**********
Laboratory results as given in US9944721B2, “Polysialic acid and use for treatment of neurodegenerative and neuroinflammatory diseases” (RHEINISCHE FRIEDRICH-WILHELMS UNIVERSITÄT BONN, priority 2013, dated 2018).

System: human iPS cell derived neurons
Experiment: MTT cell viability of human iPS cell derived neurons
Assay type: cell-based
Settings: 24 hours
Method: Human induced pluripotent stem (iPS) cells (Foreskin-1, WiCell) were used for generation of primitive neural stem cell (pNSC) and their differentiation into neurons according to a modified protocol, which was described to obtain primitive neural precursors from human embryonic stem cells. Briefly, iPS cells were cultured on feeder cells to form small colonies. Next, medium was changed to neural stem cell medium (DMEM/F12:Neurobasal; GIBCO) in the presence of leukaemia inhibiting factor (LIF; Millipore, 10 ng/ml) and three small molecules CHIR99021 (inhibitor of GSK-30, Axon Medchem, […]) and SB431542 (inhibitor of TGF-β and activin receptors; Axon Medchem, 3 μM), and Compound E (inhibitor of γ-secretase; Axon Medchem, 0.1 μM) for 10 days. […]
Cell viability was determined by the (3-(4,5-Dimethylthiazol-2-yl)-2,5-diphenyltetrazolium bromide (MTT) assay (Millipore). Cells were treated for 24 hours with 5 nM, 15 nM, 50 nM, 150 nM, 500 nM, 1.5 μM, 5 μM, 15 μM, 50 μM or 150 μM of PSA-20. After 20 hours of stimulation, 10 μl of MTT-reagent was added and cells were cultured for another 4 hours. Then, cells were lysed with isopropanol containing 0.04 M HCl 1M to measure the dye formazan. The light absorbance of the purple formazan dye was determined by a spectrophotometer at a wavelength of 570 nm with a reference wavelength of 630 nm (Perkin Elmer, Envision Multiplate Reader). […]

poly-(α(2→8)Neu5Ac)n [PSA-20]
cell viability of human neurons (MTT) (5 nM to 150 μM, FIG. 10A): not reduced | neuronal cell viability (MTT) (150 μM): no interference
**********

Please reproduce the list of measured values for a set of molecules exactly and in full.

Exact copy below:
Laboratory results as given in US9944721B2, “Polysialic acid and use for treatment of neurodegenerative and neuroinflammatory diseases” (RHEINISCHE FRIEDRICH-WILHELMS UNIVERSITÄT BONN, priority 2013, dated 2018).

System: human iPS cell derived neurons
Experiment: MTT cell viability of human iPS cell derived neurons
Assay type: cell-based
Settings: 24 hours
Method: Human induced pluripotent stem (iPS) cells (Foreskin-1, WiCell) were used for generation of primitive neural stem cell (pNSC) and their differentiation into neurons according to a modified protocol, which was described to obtain primitive neural precursors from human embryonic stem cells. Briefly, iPS cells were cultured on feeder cells to form small colonies. Next, medium was changed to neural stem cell medium (DMEM/F12:Neurobasal; GIBCO) in the presence of leukaemia inhibiting factor (LIF; Millipore, 10 ng/ml) and three small molecules CHIR99021 (inhibitor of GSK-30, Axon Medchem, […]) and SB431542 (inhibitor of TGF-β and activin receptors; Axon Medchem, 3 μM), and Compound E (inhibitor of γ-secretase; Axon Medchem, 0.1 μM) for 10 days. […]
Cell viability was determined by the (3-(4,5-Dimethylthiazol-2-yl)-2,5-diphenyltetrazolium bromide (MTT) assay (Millipore). Cells were treated for 24 hours with 5 nM, 15 nM, 50 nM, 150 nM, 500 nM, 1.5 μM, 5 μM, 15 μM, 50 μM or 150 μM of PSA-20. After 20 hours of stimulation, 10 μl of MTT-reagent was added and cells were cultured for another 4 hours. Then, cells were lysed with isopropanol containing 0.04 M HCl 1M to measure the dye formazan. The light absorbance of the purple formazan dye was determined by a spectrophotometer at a wavelength of 570 nm with a reference wavelength of 630 nm (Perkin Elmer, Envision Multiplate Reader). […]

poly-(α(2→8)Neu5Ac)n [PSA-20]
cell viability of human neurons (MTT) (5 nM to 150 μM, FIG. 10A): not reduced | neuronal cell viability (MTT) (150 μM): no interference